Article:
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Sequential decision processes (3rd assignment)

Download the updated kuimaze package kuimaze.zip (Updated 2023.03.21).

Your task will be to implement the functions find_policy_via_value_iteration(…) and find_policy_via_policy_iteration(…) with the following inputs:

  • find_policy_via_value_iteration(problem, discount_factor, epsilon)
  • find_policy_via_policy_iteration(problem, discount_factor)


  • problem is the environment, an object of the type kuimaze.MDPMaze
  • discount_factor is a number from the range (0,1)
  • epsilon is the maximum permitted error for the value of each state (only in the case of value iteration)

The expected output is a dictionary where the key word is a tuple (x,y) and the value is the optimal action (only the accessible states, in cases where the key is a terminal state it is enough return None).

You implement the methods in the file mdp_agent.py and upload it to the Upload system. There is no need to alter any other file.

You can look at mdp_sandbox.py in the downloaded kuimaze.zip package. It shows the basic work with MDPMaze and you can use it for inspiration.

Timeout: each run of value/policy iteration in a given instance of a problem is limited to at most 30s.

Points and deadline

The deadline is again in the Upload system.

Evaluation is divided into:

  • Automatic evaluation that check the correctness of the policy ( matching the correct and your actions with all the states) on a given sample of the environment, possibly checking different discount factors.
  • Manual evaluation for clean code.
Evaluated criteria min max note
Algorithm quality - value iteration 0 2.5 Evaluated by AE.
Algorithm quality - policy iteration 0 2.5 Evaluated by AE.
Code quality 0 1 Comments, structure, cleanliness, …

Automatic evaluation:

  • match with policy 95% and more (average on n-tested mazes): 2.5 points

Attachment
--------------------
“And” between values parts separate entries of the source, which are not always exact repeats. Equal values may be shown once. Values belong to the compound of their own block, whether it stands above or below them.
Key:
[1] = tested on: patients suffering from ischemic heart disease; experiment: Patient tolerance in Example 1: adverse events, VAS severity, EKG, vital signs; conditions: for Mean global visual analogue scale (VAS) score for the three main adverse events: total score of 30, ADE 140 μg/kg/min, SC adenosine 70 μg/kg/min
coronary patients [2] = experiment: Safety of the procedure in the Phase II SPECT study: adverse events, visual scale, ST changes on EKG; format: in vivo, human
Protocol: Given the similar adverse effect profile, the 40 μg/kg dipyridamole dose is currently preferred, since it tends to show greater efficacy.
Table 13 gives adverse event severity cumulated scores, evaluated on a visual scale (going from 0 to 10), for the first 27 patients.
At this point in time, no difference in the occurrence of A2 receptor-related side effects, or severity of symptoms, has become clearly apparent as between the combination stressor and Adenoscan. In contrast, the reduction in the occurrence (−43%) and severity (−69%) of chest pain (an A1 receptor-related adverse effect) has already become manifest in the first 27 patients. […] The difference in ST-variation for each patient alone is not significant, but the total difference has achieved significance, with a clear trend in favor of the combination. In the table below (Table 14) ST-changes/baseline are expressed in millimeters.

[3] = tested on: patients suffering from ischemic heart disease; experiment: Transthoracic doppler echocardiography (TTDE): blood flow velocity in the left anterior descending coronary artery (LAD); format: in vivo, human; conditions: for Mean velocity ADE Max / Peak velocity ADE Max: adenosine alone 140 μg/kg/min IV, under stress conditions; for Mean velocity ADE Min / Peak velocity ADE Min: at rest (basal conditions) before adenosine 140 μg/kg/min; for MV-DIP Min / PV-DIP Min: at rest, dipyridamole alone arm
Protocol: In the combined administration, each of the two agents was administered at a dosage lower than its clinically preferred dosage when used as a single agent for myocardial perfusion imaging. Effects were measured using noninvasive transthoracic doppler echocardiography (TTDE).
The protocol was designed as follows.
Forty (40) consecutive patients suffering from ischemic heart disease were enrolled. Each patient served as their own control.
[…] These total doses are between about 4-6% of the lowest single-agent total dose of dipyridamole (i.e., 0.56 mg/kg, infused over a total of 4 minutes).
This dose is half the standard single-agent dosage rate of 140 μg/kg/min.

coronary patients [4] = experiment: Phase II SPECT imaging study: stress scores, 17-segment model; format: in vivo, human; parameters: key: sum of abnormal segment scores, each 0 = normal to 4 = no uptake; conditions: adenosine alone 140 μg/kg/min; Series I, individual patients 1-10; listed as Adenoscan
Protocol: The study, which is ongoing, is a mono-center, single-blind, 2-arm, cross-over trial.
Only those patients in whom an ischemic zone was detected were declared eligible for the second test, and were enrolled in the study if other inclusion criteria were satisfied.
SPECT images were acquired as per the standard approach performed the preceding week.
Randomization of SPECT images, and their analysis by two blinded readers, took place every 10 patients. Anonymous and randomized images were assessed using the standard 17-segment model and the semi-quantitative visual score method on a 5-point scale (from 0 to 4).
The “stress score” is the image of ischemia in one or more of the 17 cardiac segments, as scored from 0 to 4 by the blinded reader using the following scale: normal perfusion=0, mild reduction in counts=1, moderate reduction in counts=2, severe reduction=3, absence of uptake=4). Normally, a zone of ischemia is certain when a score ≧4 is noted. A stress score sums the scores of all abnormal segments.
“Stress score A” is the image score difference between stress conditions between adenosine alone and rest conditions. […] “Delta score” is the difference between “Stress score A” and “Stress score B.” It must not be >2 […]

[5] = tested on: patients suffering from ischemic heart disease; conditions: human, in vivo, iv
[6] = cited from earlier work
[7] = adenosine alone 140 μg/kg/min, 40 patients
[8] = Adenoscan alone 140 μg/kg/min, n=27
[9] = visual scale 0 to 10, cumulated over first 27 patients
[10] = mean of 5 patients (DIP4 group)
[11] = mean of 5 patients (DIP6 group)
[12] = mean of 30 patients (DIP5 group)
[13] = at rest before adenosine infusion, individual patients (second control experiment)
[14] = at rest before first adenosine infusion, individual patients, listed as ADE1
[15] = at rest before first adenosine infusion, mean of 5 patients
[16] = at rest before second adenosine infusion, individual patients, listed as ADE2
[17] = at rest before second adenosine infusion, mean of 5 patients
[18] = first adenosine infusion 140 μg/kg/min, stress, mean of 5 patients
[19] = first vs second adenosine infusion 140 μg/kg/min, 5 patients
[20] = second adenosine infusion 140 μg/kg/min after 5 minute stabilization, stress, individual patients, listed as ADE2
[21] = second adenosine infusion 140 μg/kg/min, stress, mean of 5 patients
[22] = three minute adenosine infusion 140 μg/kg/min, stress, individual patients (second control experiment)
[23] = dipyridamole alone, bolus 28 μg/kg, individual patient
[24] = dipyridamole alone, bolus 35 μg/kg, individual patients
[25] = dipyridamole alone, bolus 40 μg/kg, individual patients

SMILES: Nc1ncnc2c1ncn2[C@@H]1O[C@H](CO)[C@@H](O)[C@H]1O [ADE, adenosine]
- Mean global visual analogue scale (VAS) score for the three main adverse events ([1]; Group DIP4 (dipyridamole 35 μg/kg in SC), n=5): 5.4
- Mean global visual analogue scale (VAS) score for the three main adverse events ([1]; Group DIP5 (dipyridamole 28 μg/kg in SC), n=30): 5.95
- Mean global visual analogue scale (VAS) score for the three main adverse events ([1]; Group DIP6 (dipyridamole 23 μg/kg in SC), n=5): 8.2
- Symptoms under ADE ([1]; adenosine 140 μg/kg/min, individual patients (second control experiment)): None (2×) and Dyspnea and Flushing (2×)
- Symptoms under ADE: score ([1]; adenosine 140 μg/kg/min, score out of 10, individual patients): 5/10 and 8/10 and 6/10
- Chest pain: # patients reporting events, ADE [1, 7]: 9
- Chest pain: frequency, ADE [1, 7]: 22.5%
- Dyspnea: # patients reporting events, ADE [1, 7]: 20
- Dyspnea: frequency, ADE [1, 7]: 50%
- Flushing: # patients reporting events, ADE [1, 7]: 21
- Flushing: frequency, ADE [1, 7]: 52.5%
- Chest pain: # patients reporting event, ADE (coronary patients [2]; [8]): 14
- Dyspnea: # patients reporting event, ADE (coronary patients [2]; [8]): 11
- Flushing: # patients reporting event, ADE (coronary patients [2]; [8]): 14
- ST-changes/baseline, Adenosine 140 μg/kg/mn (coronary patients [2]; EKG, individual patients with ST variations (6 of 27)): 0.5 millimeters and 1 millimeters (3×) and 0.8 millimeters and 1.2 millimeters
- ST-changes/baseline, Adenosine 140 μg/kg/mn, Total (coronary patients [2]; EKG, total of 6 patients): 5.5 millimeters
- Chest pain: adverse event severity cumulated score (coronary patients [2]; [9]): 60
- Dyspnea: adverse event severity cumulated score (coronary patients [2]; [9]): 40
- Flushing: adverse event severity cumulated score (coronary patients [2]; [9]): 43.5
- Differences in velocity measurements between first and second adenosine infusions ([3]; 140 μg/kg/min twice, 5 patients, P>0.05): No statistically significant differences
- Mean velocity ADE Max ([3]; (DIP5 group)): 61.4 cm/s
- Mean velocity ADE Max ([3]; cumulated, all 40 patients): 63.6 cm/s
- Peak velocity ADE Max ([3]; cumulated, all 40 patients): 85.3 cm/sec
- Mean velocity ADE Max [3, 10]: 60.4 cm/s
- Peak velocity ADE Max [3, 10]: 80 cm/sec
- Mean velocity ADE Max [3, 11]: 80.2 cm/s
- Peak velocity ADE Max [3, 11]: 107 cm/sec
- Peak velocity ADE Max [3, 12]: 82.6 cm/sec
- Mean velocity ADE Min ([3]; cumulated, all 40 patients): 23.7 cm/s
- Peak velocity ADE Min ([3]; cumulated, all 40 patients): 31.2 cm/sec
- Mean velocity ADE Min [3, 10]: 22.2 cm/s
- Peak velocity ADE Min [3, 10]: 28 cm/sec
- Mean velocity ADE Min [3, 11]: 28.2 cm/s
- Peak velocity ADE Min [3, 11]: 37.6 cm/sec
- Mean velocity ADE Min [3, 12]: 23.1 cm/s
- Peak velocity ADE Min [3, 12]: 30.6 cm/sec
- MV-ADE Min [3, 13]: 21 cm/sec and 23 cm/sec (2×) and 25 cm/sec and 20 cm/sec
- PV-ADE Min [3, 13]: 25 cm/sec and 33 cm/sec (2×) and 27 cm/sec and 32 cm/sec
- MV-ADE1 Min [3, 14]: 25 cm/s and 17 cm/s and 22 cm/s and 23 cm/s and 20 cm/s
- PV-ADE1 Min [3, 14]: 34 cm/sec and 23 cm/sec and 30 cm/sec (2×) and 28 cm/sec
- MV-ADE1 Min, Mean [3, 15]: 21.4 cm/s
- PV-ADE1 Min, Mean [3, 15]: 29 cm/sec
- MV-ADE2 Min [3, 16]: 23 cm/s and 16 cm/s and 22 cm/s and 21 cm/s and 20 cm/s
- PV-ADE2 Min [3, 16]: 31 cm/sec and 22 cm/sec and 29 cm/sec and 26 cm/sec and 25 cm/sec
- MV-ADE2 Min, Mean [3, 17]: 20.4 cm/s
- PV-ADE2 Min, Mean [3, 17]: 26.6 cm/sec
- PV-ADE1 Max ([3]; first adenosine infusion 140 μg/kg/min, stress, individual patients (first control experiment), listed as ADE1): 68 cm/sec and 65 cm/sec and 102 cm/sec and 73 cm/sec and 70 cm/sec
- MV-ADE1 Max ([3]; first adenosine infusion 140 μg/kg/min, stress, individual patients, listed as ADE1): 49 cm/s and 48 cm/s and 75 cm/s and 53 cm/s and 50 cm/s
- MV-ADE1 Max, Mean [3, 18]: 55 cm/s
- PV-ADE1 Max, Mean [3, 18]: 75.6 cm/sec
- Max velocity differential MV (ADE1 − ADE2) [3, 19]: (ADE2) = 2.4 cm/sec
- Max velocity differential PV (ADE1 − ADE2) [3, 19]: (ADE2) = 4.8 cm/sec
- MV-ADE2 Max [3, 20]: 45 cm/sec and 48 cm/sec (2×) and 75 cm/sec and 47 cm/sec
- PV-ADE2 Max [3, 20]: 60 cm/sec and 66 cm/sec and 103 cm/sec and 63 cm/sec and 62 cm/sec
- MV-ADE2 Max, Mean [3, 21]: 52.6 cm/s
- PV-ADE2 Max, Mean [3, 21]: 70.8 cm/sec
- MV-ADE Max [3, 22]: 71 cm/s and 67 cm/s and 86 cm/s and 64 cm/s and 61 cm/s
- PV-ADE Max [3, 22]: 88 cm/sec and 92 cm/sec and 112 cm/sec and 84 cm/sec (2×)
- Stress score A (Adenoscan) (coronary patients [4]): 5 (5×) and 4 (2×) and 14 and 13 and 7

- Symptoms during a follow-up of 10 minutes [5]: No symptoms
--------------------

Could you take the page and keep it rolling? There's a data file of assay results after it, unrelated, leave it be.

• match with policy 90%-95% : 2 points
  • match with policy 85%-90% : 1.5 points
  • match with policy 80%-85% : 1 point
  • match with policy 70%-80% : 0.5 point
  • less than 70% match: 0 points

Code quality (1 point):

  • suitable comments, or clear code for understanding
  • reasonable length of methods/functions
  • properly named functions (verbs) and variables (nouns)
  • no repeated, no copy-pasted code
  • reasonable processing space/time
  • consistent naming convention used for all methods, variables
  • consistent and easily readable structure

You can follow PEP8, although we do not check all PEP8 demands. Most of the IDEs (certainly PyCharm) point out mishaps with regards to PEP8. You can also read some other sources for inspiration about clean code (e.g., here) or about idiomatic python (e.g., medium, python.net).

Provided methods and functions

Description of the variable state:

  • If state is an input to a function or method, it can either be a pair of positive integers (x, y), or an instance of the kuimaze.State class, which is a named tuple, and allows access to the coordinates as state.x and state.y.
  • If a state is returned by a function, it'll always be an instance of the State class, which you can treat in your code as a pair of values (x, y)

For the communication with the MDPMaze environment you can use the following methods:

get_all_states() : returns all the accessible states (i.e. without wall separated tiles). These states are instances of the State class.